The way people seek and buy music—in a store, online, or a download—is as generational as the art itself. Madrona Venture Group is staking a claim on 'buy' buttons as the next hit.

Along with Cross Culture Ventures, Muse Capital, Lowercase Capital and Arnold Venture Group, Madrona, whose e-commerce portfolio includes Amazon, ShareBuilder, Redfin and Farecast, just led a $6.5 million investment in ReplyYes, a Seattle-based company that combines e-commerce and mobile messaging to make it easier for consumers to buy and pay for things on social media recommendations.

"Any e-commerce business that tries to streamline processes between something they want to buy and the transaction can be interesting," said Scott Jacobson, a managing director at Madrona who has also worked for Amazon in his career, proving a background in e-commerce.

Dave Cotter, CEO of ReplyYes
Dave Cotter, CEO of ReplyYes

"When I was at Amazon, we used to measure the distance from the discovery to the purchase click," Jacobson said. "The shorter distances decreased the likelihood of abandonment."

One of ReplyYes' products is The Edit, a text-based service that trades in older school music. Working like a social network version of Record Store Day, The Edit sends vinyl music fans daily recommendations based on musical preference and supports instant payments and shipping by replying "Yes," executing the transaction based on stored credentials.

The Edit has been successful for ReplyYes, selling more than 100,000 vinyl albums in about a year. That not only attracted Madrona's attention, but also Universal Music Group, which has entered into an agreement with ReplyYes to apply the same sales process to music and related lifestyle items such as tickets and merchandise.

"The idea that's not rocket science is: You already have a trust relationship with the brand," Jacobson said. "You just give the card info and some information up front about songs or comic books and stuff like that, and the tech puts the products in front of you."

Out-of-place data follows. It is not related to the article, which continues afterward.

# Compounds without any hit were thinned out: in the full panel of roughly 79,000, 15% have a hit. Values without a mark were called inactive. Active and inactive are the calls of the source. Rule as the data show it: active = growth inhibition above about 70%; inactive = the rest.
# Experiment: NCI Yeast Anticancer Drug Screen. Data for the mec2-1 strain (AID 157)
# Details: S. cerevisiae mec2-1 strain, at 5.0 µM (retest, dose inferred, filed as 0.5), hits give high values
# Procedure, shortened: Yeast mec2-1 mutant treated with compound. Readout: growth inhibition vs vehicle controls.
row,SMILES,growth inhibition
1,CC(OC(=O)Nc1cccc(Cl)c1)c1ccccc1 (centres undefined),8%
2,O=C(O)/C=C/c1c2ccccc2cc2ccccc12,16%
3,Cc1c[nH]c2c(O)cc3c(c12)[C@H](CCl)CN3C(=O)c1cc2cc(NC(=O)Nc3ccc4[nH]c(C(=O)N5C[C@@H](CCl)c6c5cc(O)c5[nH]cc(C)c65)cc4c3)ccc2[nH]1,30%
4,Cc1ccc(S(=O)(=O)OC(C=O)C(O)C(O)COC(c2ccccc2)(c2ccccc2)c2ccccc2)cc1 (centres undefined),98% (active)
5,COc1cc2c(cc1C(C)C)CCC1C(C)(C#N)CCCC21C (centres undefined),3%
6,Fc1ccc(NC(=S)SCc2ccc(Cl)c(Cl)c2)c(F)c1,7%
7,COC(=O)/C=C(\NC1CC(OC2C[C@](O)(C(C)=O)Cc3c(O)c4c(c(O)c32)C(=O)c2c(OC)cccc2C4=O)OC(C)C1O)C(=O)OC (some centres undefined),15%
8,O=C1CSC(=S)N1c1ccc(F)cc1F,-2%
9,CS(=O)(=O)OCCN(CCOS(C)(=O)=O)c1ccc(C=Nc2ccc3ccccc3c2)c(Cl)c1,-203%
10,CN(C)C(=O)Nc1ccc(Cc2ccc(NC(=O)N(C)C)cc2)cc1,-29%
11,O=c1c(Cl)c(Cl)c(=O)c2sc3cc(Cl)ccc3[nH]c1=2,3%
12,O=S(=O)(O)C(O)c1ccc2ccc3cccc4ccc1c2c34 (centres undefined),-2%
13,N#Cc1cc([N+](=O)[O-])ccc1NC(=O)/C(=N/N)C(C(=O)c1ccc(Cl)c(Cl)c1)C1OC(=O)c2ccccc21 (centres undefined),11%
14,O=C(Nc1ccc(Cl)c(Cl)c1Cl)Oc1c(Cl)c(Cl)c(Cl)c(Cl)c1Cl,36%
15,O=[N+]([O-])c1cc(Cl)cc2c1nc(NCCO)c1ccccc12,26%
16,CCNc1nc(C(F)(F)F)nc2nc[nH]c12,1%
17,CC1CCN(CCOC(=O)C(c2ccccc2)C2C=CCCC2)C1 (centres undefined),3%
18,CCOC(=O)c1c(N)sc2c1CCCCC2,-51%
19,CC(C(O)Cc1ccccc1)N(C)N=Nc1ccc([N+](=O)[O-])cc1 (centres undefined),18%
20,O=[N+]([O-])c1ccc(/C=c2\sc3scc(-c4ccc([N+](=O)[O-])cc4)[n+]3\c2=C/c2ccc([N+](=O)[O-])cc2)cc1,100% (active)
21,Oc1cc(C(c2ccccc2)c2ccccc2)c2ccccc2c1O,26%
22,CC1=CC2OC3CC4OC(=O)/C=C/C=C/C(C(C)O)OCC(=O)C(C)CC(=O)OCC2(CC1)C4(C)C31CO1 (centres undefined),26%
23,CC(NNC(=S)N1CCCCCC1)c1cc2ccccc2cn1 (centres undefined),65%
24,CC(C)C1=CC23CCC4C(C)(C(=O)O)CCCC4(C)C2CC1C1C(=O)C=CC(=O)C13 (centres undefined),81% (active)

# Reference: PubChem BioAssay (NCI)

The technology guts behind ReplyYes aren't rocket science, but artificial intelligence. ReplyYes uses AI to "learn" from consumer feedback to personalize each user's experience. Besides music, ReplyYes also powers recommendations over text and Facebook for the Origin Bound graphic novel store and Lowercase Alpha, which allows consumers to test new mobile apps before launch.

ReplyYes is a twist on in-app commerce in that is specifically designed to generate incremental sales for e-commerce retailers, said Thad Peterson, a senior analyst with Aite Group. Overall, it dramatically reduces purchase friction, expands a "one click" option and reinforces the consumer movement to mobile purchasing, Peterson said.

"It expands the simplicity of iTunes, Amazon Pay and Google Play outside of their proprietary offerings," Peterson said. "It still relies on card-on-file for provisioning the account instead of defaulting to other, simpler options such as direct carrier billing from Boku."

ReplyYes attempts to differentiate itself from other embedded buy buttons by making the recommendations more distinct than the generalized social network ads that retailer expert Anil Kaul from Absolute Data says may cause embedded buy buttons to sputter.

ReplyYes' machine learning produces "informed" recommendations over social media that the consumer partly drives, rather than ads with transaction capabilities, claims David Cotter, CEO of ReplyYes, which uses a mix of monthly and transaction fees as a revenue model.

"Our vinyl store has tens of thousands of users, and they all get different and distinct offers each day, so it's a more personalized engagement," Cotter said.

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